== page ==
Former Ky. Supreme Court Justice Will T. Scott makes it official, enters GOP gubernatorial primary
01/13/2015 04:09 PM
LOUISVILLE — On a bitter, gray morning outside the old Jefferson County Courthouse, former Kentucky Supreme Court Justice Will T. Scott announced his campaign for the Republican gubernatorial nomination on Tuesday.
Scott, of Pikeville, and his running mate, former Menifee County Sheriff Rodney Coffey, are the third ticket in the primary field and the first to formally file paperwork with Secretary of State Alison Lundergan Grimes.
“If I climb this mountain with the sheriff and I get to the Capitol on Dec. 8, we’ll have a saying: You ring and we answer,” Scott said in a speech with about 30 supporters huddled on the courthouse steps. “Because we’re going to listen to the people of Kentucky about the programs in Kentucky that aren’t working.”
Scott, who resigned from the bench earlier this month to pursue the governorship, laid out a campaign platform that includes shoring up the state’s pension systems through expanded gaming and authorizing charter schools to help underperforming school districts. His campaign, run by campaign manager David Adams and political director Roger Ford, also released issue papers on subjects like drug policies, the criminal justice system and lowering the state’s corporate tax rates.
Scott, an unsuccessful GOP candidate for the 7th Congressional District in 1988 and 1990 and attorney general in 1995, called for a constitutional amendment allowing the issuance of five casino licenses, four of which would be granted to racetracks.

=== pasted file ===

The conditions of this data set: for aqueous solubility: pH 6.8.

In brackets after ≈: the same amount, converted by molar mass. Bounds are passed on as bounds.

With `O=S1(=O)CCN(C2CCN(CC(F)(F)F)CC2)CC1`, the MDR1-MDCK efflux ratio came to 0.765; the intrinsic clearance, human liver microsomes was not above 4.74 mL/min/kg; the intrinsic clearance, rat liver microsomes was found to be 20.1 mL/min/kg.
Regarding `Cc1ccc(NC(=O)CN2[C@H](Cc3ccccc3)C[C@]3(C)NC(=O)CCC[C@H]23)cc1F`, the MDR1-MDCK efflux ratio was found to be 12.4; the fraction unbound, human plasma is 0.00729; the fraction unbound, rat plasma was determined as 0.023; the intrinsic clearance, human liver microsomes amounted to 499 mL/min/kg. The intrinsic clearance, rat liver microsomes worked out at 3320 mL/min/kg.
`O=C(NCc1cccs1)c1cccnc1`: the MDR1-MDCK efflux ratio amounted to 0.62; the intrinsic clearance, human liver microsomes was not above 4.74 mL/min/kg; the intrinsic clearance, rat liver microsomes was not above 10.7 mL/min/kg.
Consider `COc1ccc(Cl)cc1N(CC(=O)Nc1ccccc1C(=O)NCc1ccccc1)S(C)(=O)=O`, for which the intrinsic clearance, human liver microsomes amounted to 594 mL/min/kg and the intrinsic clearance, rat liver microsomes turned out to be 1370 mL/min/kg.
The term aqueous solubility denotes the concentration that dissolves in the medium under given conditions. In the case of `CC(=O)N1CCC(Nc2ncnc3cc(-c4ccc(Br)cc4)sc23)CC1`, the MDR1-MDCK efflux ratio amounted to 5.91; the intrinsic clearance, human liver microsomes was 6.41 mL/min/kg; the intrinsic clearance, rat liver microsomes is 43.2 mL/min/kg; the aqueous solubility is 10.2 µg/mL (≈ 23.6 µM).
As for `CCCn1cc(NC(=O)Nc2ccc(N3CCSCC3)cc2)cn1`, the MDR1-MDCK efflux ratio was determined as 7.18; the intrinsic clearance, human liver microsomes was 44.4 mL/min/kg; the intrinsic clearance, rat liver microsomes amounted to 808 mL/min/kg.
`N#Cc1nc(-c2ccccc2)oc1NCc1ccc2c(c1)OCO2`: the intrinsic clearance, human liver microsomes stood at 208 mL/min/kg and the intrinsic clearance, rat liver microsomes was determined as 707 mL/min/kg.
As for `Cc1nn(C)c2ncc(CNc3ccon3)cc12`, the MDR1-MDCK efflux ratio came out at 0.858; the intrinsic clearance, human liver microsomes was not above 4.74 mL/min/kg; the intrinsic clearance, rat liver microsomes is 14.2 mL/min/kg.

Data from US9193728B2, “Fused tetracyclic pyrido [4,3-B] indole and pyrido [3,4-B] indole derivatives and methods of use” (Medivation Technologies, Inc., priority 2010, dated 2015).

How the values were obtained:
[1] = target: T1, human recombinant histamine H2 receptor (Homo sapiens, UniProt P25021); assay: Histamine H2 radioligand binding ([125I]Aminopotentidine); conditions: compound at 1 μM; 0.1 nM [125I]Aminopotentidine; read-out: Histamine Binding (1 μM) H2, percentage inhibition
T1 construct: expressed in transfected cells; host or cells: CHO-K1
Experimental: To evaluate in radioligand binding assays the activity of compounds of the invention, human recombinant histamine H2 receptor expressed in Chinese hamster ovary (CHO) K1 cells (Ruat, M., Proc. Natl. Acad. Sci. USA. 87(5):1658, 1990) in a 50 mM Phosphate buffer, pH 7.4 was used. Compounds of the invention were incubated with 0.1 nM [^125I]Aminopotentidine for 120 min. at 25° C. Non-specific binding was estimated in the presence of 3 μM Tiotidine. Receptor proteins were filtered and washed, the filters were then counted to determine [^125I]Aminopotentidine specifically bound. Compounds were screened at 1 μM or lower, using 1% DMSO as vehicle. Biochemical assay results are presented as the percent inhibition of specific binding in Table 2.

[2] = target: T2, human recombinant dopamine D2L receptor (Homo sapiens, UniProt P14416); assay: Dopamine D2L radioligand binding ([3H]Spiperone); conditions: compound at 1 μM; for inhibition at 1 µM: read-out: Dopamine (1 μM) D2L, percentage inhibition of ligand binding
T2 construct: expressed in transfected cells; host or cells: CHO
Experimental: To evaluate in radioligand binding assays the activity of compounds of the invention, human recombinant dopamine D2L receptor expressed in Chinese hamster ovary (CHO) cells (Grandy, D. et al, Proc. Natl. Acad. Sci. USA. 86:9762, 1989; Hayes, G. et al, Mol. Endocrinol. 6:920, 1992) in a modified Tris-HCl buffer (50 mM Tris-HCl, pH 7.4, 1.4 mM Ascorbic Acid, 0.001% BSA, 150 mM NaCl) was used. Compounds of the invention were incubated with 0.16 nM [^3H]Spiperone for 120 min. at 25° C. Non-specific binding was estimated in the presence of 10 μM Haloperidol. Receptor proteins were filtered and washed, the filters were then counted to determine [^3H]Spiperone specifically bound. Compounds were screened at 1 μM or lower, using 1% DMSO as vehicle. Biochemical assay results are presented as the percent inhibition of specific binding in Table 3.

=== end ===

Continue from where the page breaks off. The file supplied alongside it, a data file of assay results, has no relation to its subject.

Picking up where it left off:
Gov. Steve Beshear campaigned aggressively for expanded gambling in 2007 and 2011, but the General Assembly, particularly the Republican-led Senate, balked at proposals over the years.
The Republican candidate sounded optimistic, however, saying he could not only produce up to $250 million annually through his plan, but also convince skeptics in rural areas of how important such an influx of money would be for Kentucky’s beleaguered pension systems for state workers and teachers.
After all, Scott said, a number of border states already allow gambling and keep Kentucky dollars that are wagered in casinos there.
“Why can’t we take that money and why can’t it be our jobs? Why can’t we pay our debt with their money?” Scott asked reporters after his speech. “It makes sense, and those of us in the southeastern, southern and western (Kentucky), we’re against it on religious grounds, but we do understand obligations and promises, and I believe the people, if they have the right to choose based upon the plan I’ve said, will vote to keep a promise.”
About 5 percent of gambling revenue would be spent on elderly residents living in isolated areas, he said.
Despite the late start and trailing both Agriculture Commissioner James Comer and former Louisville Metro Council member Hal Heiner in terms of fundraising, the 67-year-old Scott said he expects to compete in a crowded primary with a well-stocked war chest.
Comer has netted nearly $1.1 million for his campaign since his Sept. 9 launch while Heiner, who has loaned himself $4.2 million thus far, has brought in more than $4.6 million since entering the race in March.
“I stepped down (from the Kentucky Supreme Court) because I’ve got these ideas in my pocket that I’ve got, all these years living this life in Kentucky, knowing the pain and problems that the families have, and I’m taking their solutions with me,” Scott said. “So I’m not afraid of this campaign. I love my opponents, I truly do, and this is not personal.”